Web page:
There Are Still So Many Questions to Answer

If you’re following me on Twitter, you already know I’m a little annoyed at how the Supreme Court watch has turned into a sideshow. I’m frustrated every time this turns into a game. If the law is overturned, we are going to be back where we started. If it’s kept in place, there is still so much to do. Spending our time treating this like a circus gets us nowhere.

Here’s an example. What are we going to do about the issue of people whose salaries come close to the edges of the subsidies? I’ve covered this before, but evidently the Kaiser Family Foundation has updated their Health Reform Subsidy Calculator in the last few days, allowing me to make this point more explicitly.

Scenario one: It’s 2014. You are 35 years old, married, and have two children. You live in a area with medium regional cost factor, and you can’t get employer based coverage. Your income is $93,699, which is just under 400% of the poverty line.

In this scenario, your required premium contribution is $8901, as your government subsidy of $2202 covers the rest.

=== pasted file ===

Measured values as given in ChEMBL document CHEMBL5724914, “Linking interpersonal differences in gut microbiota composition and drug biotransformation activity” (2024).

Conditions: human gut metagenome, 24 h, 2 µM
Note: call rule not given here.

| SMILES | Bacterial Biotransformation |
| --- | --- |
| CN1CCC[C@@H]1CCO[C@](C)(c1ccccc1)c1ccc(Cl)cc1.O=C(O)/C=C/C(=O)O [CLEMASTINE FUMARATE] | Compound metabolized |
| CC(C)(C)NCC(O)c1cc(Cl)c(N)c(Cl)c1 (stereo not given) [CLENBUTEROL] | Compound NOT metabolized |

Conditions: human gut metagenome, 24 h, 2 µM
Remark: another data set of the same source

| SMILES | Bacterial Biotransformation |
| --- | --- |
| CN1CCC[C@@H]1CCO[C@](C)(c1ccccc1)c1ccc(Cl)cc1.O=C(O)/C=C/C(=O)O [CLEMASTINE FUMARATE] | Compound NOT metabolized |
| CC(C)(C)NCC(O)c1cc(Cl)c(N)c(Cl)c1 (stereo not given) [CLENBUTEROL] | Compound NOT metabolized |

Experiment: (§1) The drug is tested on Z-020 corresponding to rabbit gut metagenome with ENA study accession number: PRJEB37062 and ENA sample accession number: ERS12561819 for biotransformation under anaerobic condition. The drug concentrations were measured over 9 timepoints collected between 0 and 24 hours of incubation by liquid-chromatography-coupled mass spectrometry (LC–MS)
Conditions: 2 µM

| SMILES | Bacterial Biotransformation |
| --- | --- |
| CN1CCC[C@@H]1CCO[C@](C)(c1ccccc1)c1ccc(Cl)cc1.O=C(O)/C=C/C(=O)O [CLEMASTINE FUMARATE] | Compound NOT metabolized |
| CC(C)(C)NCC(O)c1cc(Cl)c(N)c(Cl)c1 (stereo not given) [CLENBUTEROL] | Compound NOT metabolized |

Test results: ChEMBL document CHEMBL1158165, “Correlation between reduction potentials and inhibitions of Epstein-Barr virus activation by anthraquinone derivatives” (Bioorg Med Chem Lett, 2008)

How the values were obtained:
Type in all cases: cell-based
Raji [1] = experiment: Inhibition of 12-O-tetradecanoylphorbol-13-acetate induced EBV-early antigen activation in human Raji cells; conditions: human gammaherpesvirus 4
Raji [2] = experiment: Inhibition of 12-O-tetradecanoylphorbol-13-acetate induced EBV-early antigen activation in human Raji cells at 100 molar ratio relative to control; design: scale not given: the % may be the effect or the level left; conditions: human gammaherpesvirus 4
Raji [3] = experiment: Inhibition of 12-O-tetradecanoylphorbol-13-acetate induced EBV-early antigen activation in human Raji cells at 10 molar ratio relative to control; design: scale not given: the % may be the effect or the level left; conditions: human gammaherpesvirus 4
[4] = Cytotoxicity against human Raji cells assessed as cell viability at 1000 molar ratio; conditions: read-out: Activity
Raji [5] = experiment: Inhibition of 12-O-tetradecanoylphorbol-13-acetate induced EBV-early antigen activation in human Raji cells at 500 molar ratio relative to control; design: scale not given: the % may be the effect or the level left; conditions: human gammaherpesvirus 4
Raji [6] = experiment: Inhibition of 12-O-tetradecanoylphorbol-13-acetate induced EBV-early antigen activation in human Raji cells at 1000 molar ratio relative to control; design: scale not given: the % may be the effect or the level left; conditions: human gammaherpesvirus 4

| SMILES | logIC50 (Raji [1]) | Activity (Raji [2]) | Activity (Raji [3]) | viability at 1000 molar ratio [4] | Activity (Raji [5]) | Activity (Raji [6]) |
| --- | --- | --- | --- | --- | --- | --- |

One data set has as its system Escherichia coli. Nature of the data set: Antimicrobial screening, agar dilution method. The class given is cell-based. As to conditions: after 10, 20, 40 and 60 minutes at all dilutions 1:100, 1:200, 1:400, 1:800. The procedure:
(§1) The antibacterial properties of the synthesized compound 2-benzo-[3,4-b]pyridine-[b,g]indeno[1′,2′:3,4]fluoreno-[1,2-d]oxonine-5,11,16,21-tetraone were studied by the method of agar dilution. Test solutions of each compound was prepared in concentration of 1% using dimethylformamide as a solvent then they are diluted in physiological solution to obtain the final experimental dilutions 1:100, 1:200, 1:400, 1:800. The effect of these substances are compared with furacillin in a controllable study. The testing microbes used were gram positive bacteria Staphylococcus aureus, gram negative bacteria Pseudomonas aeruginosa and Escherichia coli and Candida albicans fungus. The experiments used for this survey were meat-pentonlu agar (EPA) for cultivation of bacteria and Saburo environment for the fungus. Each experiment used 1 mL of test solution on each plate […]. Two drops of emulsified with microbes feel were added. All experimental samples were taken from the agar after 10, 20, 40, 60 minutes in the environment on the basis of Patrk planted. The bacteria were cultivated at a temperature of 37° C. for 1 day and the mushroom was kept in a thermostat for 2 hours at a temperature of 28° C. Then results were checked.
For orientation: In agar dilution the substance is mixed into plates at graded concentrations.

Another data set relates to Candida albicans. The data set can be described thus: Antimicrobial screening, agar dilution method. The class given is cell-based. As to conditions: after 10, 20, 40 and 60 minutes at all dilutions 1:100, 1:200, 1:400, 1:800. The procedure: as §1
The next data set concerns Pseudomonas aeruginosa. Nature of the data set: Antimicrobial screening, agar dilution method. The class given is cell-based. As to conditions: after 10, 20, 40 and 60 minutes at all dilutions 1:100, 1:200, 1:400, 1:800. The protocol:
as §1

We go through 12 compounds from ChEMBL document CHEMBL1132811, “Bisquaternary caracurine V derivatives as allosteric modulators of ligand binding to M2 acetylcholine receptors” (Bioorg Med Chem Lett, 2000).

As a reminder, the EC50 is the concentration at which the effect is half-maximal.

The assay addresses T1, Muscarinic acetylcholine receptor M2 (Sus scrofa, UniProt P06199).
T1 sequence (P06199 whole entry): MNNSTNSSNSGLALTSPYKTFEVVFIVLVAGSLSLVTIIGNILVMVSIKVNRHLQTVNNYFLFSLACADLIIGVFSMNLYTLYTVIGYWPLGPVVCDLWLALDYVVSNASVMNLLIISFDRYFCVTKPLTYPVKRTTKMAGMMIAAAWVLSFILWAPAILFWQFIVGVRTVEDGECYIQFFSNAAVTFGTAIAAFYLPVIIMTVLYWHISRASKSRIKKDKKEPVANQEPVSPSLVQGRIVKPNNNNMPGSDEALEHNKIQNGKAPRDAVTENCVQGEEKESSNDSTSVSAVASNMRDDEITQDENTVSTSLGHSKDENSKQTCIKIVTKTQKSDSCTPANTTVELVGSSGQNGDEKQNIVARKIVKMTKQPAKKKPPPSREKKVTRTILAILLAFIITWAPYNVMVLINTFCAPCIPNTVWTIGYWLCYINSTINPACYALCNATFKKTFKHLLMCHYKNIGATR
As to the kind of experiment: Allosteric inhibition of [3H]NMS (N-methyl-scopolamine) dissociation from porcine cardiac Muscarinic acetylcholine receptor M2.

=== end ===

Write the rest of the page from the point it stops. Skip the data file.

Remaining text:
Scenario two: It’s 2014. You are 35 years old, married, and have two children. You live in a area with medium regional cost factor, and you can’t get employer based coverage. Your income is $93,700.

In this scenario, your required premium contribution is $11,104, as you get no subsidy.

Anyone else see the problem? There’s an incentive for you to make less, as making $1 more (before taxes) costs you more than $2200 in after tax dollars. That’s crazy. That has to be fixed.

It’s even worse at the other end.

Scenario three: It’s 2014. You are 35 years old, married, and have two children. You live in a area with medium regional cost factor, and you can’t get employer based coverage. Your income is $31,155, which is 133% of the poverty line.

In this scenario, you get Medicaid. You owe nothing in premiums. Insurance is essentially free.

Scenario four: It’s 2014. You are 35 years old, married, and have two children. You live in a area with medium regional cost factor, and you can’t get employer based coverage. Your income is $31,156.

In this scenario, your required premium contribution is $960, as your government subsidy of $10,144 covers the rest.

Hey, lucky guy at 133% of the poverty line. We’re going to give you a $1 raise in your pre-tax income! But it’s going to cost you more than 3% of your income in post-tax dollars. What? You don’t want that raise? Of course you don’t.

Go try out the calculator for yourself. We’ve still got a lot of things to fix. I wish we could get started.

[Cross-posted at The Incidental Economist]